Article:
The mid-range projector market is mostly dominated by three brands: Sony, JVC, and Epson. With JVC starting at $4,000 and Epson moving the 5040UB to $2,700, it leaves the Sony VPL-HW45ES as the only $2,000 projector from those companies. It offers wonderful black levels with a great contrast ratio, accurate colors, flexibility for installation, and plenty of light output for a superb on-screen image. For the price, you won’t find a better projector out there today.
Scaled down high-end
The Sony VPL-HW45ES is basically a Sony VPL-HW65ES without lots of the extra features for half the price. Lots of the features that you lose out on are not essential. Do you need more than one white balance preset, or are you just going to use a single one? Is that PC input essential, or are you only using HDMI? Do you have a drop-down screen that needs a 12V trigger, or do you have one in your receiver that works just as well?
Now you don’t get everything from the 65ES. The major loss is the dynamic iris that the 65ES has. At the $2,000 price range, you can’t find a projector with a dynamic iris, so this isn’t a surprise. Overall what you lose from the 65ES are features that you can’t find in this price range, and that many people won’t miss much. What you keep are the SXRD panels that provide great contrast ratios, a flexible menu system with lots of adjustments, and all the essential inputs and features you need.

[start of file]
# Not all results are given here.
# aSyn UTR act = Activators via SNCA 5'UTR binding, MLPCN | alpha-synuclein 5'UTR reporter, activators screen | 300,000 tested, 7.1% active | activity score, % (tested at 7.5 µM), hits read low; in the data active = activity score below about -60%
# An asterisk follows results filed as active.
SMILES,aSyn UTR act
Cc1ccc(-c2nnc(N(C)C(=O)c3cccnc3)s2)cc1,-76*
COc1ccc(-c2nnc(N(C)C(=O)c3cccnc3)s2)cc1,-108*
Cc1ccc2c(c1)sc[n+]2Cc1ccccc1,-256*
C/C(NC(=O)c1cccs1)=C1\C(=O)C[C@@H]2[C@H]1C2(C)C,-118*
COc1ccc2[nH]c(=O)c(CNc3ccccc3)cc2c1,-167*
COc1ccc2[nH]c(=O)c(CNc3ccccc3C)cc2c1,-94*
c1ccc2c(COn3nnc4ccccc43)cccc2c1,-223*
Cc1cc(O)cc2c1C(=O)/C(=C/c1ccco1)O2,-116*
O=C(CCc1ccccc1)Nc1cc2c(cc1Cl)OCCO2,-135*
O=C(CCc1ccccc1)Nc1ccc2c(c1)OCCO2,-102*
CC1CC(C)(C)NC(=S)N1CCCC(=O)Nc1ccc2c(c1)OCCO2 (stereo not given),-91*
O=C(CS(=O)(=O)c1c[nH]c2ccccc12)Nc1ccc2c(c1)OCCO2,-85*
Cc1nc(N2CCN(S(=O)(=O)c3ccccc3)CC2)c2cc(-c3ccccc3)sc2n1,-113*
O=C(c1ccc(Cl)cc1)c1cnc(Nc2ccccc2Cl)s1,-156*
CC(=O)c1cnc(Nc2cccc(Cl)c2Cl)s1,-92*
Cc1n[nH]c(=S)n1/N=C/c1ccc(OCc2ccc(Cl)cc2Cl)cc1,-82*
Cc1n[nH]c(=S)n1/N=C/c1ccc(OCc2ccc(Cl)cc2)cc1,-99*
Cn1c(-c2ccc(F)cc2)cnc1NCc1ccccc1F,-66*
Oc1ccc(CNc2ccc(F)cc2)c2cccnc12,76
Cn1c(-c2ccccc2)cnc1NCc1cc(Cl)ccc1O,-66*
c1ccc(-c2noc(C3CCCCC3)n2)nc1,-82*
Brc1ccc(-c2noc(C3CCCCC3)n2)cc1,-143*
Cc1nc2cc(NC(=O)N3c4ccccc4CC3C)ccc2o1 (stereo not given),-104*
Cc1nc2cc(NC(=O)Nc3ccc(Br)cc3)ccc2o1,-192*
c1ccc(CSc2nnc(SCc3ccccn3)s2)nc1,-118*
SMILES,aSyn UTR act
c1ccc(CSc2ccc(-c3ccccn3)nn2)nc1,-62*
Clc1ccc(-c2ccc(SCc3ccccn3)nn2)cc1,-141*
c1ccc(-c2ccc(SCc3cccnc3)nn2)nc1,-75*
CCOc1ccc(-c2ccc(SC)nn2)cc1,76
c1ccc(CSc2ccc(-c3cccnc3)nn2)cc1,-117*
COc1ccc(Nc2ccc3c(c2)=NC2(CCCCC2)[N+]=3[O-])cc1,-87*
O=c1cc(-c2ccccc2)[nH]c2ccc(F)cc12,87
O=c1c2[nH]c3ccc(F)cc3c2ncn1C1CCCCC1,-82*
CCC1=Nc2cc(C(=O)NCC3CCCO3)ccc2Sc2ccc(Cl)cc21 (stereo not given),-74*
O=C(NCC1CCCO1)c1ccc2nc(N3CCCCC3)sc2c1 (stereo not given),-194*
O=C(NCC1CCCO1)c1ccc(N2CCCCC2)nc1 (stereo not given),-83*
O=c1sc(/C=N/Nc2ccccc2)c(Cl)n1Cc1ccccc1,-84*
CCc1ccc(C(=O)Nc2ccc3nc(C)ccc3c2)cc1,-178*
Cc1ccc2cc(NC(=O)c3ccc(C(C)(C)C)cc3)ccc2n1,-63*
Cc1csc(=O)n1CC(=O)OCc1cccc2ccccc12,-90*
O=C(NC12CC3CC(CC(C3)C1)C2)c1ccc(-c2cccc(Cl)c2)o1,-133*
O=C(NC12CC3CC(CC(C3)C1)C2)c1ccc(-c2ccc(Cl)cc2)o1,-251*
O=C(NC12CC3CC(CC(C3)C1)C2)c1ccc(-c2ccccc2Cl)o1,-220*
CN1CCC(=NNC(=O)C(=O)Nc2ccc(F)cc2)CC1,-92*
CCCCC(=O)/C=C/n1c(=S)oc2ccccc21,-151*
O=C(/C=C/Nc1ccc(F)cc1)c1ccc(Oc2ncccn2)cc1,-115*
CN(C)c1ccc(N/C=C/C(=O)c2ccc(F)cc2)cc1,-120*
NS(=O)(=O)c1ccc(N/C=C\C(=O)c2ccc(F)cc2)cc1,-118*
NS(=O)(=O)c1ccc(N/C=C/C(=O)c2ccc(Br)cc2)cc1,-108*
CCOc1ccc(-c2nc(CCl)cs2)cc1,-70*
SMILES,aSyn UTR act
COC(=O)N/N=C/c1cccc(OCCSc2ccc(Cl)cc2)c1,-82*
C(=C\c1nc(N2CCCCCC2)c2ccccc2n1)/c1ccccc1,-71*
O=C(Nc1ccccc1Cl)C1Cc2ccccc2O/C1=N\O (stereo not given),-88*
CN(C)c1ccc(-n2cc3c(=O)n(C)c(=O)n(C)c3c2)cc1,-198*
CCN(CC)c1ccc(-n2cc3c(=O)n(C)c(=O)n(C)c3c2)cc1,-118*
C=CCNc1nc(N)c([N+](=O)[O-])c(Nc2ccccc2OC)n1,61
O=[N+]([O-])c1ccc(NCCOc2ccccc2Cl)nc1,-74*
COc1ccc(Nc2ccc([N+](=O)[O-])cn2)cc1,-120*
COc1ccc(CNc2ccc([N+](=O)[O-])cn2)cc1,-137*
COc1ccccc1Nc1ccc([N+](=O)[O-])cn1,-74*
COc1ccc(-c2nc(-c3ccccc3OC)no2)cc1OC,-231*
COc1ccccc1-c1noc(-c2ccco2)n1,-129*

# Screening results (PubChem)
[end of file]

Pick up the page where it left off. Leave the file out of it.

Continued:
You have a pair of HDMI 1.4 inputs so all of your non-UltraHD sources are handled. The lens includes a 1.6x zoom range and plenty of horizontal and vertical shift for most install situations. The UHP bulb has plenty of lumens for running a 120” screen or possibly a bit larger. At 120” you could get away with low lamp mode, but going larger will take high lamp mode and cause the 45ES fans to run louder.
Fewer features, fantastic image
In my world, companies would focus more on performance than on features. So often those extra features are not things you really need. My Anthem MRX 1120 is this way, and the Sony VPL-HW45ES is too. Tested with a Stewart Studiotek 100 92” screen, the Sony puts out an image that is bright and clear, with great blacks and accurate colors, along with a low input lag to make gamers happy. At the $2,000 price point, the Sony currently stands alone for value.
With movies, the Sony VPL-HW45ES looks fantastic. The Reference mode on the projector offers a neutral, accurate image that lets Blu-ray content look superb. Watching The Magnificent Seven remake the bold palette stands out on the Sony. Colors are vibrant and rich but not pushed to be unrealistic. The black level of Denzel Washington’s pure black suit are really deep, but still show the textures of the lapel against the jacket. At low lamp mode on my 92” screen I had more than 27-foot lamberts of brightness, far more than you need.